Disappearing Act

ImageAy, the blog.

I disappeared those last few months of 2013.

I do that sometimes, get buried under tasks and meetings. I don’t make the time to sit quietly and reflect. But it wasn’t just tasks and meetings; I got buried under fear and disappointment, lost in that tape that too often plays in my head: Am I doing enough? Am I good enough? When will I feel like I am enough?

Even the voice rushing to my defense wields a bludgeon. Of course you’re good enough? What’s wrong with you? Why do you always do this? Why aren’t you ever satisfied?


2013 was rough. Family stuff, relationship stuff, personal stuff, writing stuff, transitions, friends in crisis.

It wasn’t all heaviness. There was rain. Here, rain is good. There was light. There was the reunion with the Desnudas, hours writing in a little house in south Texas. The Belize women met up in Seattle and took a ferry to San Juan Island for a long weekend of drinking tea (well, okay, and wine), visiting lavender and alpaca farms, watching a pod of orcas, and long talks into the night. A group of mujeres decided to turn our stories into a stage production, so I started writing a play. We got a puppy. I wrote new poems and read at Sunday Chatter. P. jumped more than a grade level in reading. K. lit up the stage dancing at his school’s annual cultural celebration. I took swimming lessons. Henry and I celebrated our second anniversary with hot springs and massages (and Café Bella Luca and the Passion Pie Café) in Truth or Consequences. I started (and kept) lifting weights. Our little family walked to the Río Grande the weekend after unexpected rains swelled our río to levels not seen since the early 70s. We saw viejitos, backpackers, little boys with buzz cuts and Raiders jerseys, families, a woman doing yoga on the observation deck.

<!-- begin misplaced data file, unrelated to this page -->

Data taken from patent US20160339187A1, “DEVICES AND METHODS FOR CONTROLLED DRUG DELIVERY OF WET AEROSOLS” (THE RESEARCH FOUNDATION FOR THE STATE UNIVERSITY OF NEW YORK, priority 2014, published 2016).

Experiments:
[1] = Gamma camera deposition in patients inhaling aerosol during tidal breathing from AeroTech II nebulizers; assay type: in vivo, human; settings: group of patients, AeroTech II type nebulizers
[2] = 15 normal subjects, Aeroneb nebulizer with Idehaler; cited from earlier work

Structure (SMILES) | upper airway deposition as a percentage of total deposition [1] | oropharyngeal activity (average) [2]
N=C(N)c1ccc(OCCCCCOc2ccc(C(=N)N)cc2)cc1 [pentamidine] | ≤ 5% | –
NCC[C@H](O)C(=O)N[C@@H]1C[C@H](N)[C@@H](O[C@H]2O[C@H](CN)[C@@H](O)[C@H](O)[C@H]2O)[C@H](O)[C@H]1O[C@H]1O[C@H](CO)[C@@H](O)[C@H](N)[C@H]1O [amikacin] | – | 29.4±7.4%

Sometime in the darkness of early morning in early winter, I woke up before the rest of the house and rearranged the words of my play for fifteen minutes. I did it again the next day. And the next. And then something cool happened. It was three in the morning, and there was a sentence in my head. The new normal is a window between our bedrooms. And another sentence. It’s peanut butter and jelly sandwiches and laundry. It’s feeling homeless even though I have a place to live. I followed the sentence to my laptop and wrote for thirty minutes.

Whatever the darkness, whatever the disappointment or fear, writing always leads to light.

Writing leads to light.



I am here again. Think I’m gonna stay awhile.







Published in: on January 16, 2014 at 12:29 pm  Comments (2)  
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